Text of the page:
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Review: Acer's Veriton M661 Desktop

The Test Center takes a look at one of Acer's latest quad-core PC offerings.

In fact, Acer America, based in San Jose, Calif., has received so much attention in those areas that you might forget that the company provides a competitive line of desktop PCs, including the Veriton-branded line. Earlier this year, the Test Center looked at the Acer Veriton L410, an ultra-small form factor PC built on an AMD Athlon X2 Dual-Core Processor 4200+.

We liked that PC for a number of reasons, including its small footprint, nice performance and WiFi integration.

This time, we decided to take a look at a higher-octane part of Acer's desktop lineup: the Veriton M661 UQ6600C. Based on the Intel Core 2 Quad Q6600 Processor at 2.4 GHz, with a full 4 GB of RAM, Intel's Q35 Express Chipset and Windows Vista Business, the Veriton M661 is a great combination of performance and sleek design. The system shipped to us with two, 109 GB hard disk drives -- providing the option of on-board backup, among other things.

Running it against Primate Labs' Geekbench benchmarking software, the Veriton M661 delivered a score of 3609 -- nice performance made possible by all four CPU cores and each gigabyte of memory. But the system also impressed us with its thermal management; after running for several hours, the PC only threw 79 degrees of heat. That's about two degrees higher than the room temperature of our lab. From a noise standpoint, the Veriton M661 didn't move our decibel meter and never rose about the ambient sound in the lab.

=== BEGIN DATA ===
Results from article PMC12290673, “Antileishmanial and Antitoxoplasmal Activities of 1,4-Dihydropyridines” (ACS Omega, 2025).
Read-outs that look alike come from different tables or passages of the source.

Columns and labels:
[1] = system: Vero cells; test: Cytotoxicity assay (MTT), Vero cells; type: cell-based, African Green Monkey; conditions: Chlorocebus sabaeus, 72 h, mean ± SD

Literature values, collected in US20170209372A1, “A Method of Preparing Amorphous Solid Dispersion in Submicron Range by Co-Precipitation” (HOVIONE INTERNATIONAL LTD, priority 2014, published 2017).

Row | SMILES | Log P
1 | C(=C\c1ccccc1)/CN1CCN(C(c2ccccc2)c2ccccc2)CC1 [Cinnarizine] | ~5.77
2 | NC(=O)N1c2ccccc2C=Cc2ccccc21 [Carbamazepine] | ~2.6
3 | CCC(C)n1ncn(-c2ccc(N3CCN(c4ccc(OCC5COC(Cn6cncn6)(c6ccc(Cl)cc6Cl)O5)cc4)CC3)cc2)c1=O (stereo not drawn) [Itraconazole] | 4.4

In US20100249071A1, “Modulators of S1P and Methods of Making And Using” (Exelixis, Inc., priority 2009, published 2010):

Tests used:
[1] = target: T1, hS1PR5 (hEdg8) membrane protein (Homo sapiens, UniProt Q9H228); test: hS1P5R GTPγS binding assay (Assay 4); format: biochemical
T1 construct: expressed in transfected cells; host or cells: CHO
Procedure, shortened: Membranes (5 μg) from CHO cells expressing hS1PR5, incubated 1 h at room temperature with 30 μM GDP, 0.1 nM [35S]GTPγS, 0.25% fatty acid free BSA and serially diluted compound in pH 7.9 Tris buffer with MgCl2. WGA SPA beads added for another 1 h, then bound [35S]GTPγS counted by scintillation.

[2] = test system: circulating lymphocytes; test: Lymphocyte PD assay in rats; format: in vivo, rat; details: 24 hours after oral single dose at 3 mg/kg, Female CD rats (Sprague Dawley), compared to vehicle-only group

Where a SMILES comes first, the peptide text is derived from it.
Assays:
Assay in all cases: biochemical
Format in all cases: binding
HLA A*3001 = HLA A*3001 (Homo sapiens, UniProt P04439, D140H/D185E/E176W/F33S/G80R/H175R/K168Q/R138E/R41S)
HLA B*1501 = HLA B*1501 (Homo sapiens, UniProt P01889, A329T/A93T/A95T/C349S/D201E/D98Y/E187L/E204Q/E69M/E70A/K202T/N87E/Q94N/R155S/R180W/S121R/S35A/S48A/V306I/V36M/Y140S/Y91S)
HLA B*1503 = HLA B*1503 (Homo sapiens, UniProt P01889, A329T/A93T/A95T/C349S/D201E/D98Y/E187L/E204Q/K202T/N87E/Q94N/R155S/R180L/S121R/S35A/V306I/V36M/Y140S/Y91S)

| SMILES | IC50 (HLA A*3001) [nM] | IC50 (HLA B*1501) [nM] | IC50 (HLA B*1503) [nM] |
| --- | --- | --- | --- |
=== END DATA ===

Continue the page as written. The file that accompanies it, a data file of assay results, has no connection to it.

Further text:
And while the Veriton M661 isn't as sleek or small as the Veriton L410 that we saw earlier this year, its "Cabinet" form factor (17.5 inches by 14 inches by 7 inches) is a good size for many work spaces. It also provides an amazing four USB 2.0 slots in the front, five in the back and a neatly integrated DVD drive. For solution providers who maintain or plan to maintain a managed services practice, the Veriton M661's Core 2 Quad is of the vPro variety -- which means remote management of the hardware is possible.

One of the few quibbles we had was with some unnecessary bloatware added to the unit. However it appears that the amount of it that Acer is putting on systems may, in fact, be declining. So it's a small quibble.

With street pricing between $820 and $1,100, the M661 UQ6600C provides a nice route to quad-core computing.

The bottom line: We can recommend this desktop for solution providers who are migrating their customers to quad-core, Vista-based solutions -- especially solution providers with an eye on managed services.

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